Frankenstein discovered that I made notes concerning his history: he asked to see them, and then himself corrected and augmented them in many places; but principally in giving the life and spirit to the conversations he held with his enemy. "Since you have preserved my narration," said he, "I would not that a mutilated one should go down to posterity."
Thus has a week passed away, while I have listened to the strangest tale that ever imagination formed. My thoughts, and every feeling of my soul, have been drunk up by the interest for my guest, which this tale, and his own elevated and gentle manners have created. I wish to soothe him; yet can I counsel one so infinitely miserable, so destitute of every hope of consolation, to live? Oh, no! the only joy that he can now know will be when he composes his shattered feelings to peace and death. Yet he enjoys one comfort, the offspring of solitude and delirium: he believes, that, when in dreams he holds converse with his friends, and derives from that communion consolation for his miseries, or excitements to his vengeance, that they are not the creations of his fancy, but the real beings who visit him from the regions of a remote world. This faith gives a solemnity to his reveries that render them to me almost as imposing and interesting as truth.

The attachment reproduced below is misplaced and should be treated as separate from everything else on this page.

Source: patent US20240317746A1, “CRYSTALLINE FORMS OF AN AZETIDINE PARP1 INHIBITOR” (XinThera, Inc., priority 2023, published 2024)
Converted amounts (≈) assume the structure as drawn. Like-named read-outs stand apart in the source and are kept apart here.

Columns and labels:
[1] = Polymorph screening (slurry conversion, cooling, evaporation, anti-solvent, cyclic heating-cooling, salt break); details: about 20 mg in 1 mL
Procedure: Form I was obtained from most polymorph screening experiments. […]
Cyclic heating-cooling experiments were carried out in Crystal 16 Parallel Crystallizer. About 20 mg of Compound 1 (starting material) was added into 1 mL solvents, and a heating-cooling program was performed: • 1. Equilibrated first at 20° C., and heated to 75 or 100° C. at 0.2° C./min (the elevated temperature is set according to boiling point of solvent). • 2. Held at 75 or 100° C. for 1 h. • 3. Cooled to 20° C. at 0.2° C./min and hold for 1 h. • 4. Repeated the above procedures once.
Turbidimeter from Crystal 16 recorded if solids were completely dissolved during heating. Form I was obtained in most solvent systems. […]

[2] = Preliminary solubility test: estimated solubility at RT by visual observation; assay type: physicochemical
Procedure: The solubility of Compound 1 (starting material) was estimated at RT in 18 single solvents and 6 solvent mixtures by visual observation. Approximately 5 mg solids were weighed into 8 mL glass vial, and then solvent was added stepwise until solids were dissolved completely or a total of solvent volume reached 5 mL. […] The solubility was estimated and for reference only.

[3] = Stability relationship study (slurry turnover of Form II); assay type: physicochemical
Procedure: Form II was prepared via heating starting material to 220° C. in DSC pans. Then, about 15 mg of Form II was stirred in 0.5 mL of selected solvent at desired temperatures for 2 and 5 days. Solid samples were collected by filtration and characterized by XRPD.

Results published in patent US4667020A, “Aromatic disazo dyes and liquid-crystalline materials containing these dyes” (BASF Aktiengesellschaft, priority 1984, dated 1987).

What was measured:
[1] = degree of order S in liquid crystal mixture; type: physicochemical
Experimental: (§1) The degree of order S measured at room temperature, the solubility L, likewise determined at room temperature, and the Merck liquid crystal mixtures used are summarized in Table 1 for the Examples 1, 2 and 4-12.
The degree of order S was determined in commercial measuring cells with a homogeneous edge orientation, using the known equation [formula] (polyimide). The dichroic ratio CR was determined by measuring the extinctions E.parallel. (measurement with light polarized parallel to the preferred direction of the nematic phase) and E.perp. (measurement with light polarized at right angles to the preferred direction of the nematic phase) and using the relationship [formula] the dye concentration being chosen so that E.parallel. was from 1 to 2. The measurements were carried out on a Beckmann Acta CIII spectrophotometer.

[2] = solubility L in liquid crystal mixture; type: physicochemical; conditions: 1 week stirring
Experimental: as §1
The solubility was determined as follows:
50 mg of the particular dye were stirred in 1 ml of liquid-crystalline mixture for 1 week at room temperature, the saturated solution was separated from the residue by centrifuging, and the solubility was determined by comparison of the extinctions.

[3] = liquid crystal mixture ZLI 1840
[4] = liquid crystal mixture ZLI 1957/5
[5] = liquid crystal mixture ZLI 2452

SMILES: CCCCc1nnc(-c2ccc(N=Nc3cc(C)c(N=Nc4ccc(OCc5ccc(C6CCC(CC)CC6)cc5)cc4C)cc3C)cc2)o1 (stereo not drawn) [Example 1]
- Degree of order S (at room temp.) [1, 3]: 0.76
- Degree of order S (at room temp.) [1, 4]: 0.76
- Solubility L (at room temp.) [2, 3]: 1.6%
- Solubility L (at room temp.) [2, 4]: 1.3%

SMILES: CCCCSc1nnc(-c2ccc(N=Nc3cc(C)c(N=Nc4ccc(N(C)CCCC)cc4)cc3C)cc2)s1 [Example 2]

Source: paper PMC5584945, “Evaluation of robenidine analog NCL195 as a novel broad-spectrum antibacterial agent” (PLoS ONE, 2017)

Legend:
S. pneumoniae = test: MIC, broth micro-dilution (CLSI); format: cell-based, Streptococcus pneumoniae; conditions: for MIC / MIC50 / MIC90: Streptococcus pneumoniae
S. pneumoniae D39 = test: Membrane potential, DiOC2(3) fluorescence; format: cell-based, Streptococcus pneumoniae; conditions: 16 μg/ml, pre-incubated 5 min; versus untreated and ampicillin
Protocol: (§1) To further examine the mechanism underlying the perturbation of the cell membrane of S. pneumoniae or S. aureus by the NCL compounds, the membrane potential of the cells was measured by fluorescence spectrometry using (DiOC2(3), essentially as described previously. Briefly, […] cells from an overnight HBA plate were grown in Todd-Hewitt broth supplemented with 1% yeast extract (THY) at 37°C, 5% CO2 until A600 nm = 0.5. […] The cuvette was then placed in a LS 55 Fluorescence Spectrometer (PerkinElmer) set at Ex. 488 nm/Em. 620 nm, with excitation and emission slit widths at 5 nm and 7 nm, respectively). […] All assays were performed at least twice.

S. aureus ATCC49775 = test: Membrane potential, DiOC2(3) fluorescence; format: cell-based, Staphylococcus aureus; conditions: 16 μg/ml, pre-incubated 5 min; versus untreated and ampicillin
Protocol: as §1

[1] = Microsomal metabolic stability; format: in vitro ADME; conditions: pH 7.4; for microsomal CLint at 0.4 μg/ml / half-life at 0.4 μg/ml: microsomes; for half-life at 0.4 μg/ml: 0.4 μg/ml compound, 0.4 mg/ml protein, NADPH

Our conversations are not always confined to his own history and misfortunes. On every point of general literature he displays unbounded knowledge, and a quick and piercing apprehension. His eloquence is forcible and touching; nor can I hear him, when he relates a pathetic incident, or endeavours to move the passions of pity or love, without tears. What a glorious creature must he have been in the days of his prosperity, when he is thus noble and godlike in ruin. He seems to feel his own worth, and the greatness of his fall.